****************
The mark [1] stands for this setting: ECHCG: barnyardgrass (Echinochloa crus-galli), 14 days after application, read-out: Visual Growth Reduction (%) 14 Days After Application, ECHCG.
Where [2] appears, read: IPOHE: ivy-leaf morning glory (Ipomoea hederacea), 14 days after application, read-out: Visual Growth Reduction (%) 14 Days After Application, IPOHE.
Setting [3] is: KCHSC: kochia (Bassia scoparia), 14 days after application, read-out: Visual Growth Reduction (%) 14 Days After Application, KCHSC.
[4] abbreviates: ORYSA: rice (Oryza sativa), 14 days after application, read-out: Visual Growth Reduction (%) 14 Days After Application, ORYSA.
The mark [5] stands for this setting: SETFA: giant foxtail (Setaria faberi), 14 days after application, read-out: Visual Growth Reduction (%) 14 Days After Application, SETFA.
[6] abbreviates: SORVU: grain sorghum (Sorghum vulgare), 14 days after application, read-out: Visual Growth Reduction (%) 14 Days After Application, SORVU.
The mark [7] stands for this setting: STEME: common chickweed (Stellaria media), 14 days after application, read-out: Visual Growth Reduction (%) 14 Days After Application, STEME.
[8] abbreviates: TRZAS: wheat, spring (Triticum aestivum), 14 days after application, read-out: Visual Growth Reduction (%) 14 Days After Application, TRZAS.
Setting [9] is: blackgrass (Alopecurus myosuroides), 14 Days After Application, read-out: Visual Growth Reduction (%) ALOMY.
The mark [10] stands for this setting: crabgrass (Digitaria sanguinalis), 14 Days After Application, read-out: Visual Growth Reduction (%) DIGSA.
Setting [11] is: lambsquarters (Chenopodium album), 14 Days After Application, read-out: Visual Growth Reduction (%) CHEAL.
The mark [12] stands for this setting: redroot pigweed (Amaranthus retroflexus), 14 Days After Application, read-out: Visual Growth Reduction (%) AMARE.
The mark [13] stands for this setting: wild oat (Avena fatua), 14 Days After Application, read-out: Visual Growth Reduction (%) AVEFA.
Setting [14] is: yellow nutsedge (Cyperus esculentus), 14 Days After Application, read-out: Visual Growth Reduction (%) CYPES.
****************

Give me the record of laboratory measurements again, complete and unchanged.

The mark [1] stands for this setting: ECHCG: barnyardgrass (Echinochloa crus-galli), 14 days after application, read-out: Visual Growth Reduction (%) 14 Days After Application, ECHCG.
Where [2] appears, read: IPOHE: ivy-leaf morning glory (Ipomoea hederacea), 14 days after application, read-out: Visual Growth Reduction (%) 14 Days After Application, IPOHE.
Setting [3] is: KCHSC: kochia (Bassia scoparia), 14 days after application, read-out: Visual Growth Reduction (%) 14 Days After Application, KCHSC.
[4] abbreviates: ORYSA: rice (Oryza sativa), 14 days after application, read-out: Visual Growth Reduction (%) 14 Days After Application, ORYSA.
The mark [5] stands for this setting: SETFA: giant foxtail (Setaria faberi), 14 days after application, read-out: Visual Growth Reduction (%) 14 Days After Application, SETFA.
[6] abbreviates: SORVU: grain sorghum (Sorghum vulgare), 14 days after application, read-out: Visual Growth Reduction (%) 14 Days After Application, SORVU.
The mark [7] stands for this setting: STEME: common chickweed (Stellaria media), 14 days after application, read-out: Visual Growth Reduction (%) 14 Days After Application, STEME.
[8] abbreviates: TRZAS: wheat, spring (Triticum aestivum), 14 days after application, read-out: Visual Growth Reduction (%) 14 Days After Application, TRZAS.
Setting [9] is: blackgrass (Alopecurus myosuroides), 14 Days After Application, read-out: Visual Growth Reduction (%) ALOMY.
The mark [10] stands for this setting: crabgrass (Digitaria sanguinalis), 14 Days After Application, read-out: Visual Growth Reduction (%) DIGSA.
Setting [11] is: lambsquarters (Chenopodium album), 14 Days After Application, read-out: Visual Growth Reduction (%) CHEAL.
The mark [12] stands for this setting: redroot pigweed (Amaranthus retroflexus), 14 Days After Application, read-out: Visual Growth Reduction (%) AMARE.
The mark [13] stands for this setting: wild oat (Avena fatua), 14 Days After Application, read-out: Visual Growth Reduction (%) AVEFA.
Setting [14] is: yellow nutsedge (Cyperus esculentus), 14 Days After Application, read-out: Visual Growth Reduction (%) CYPES.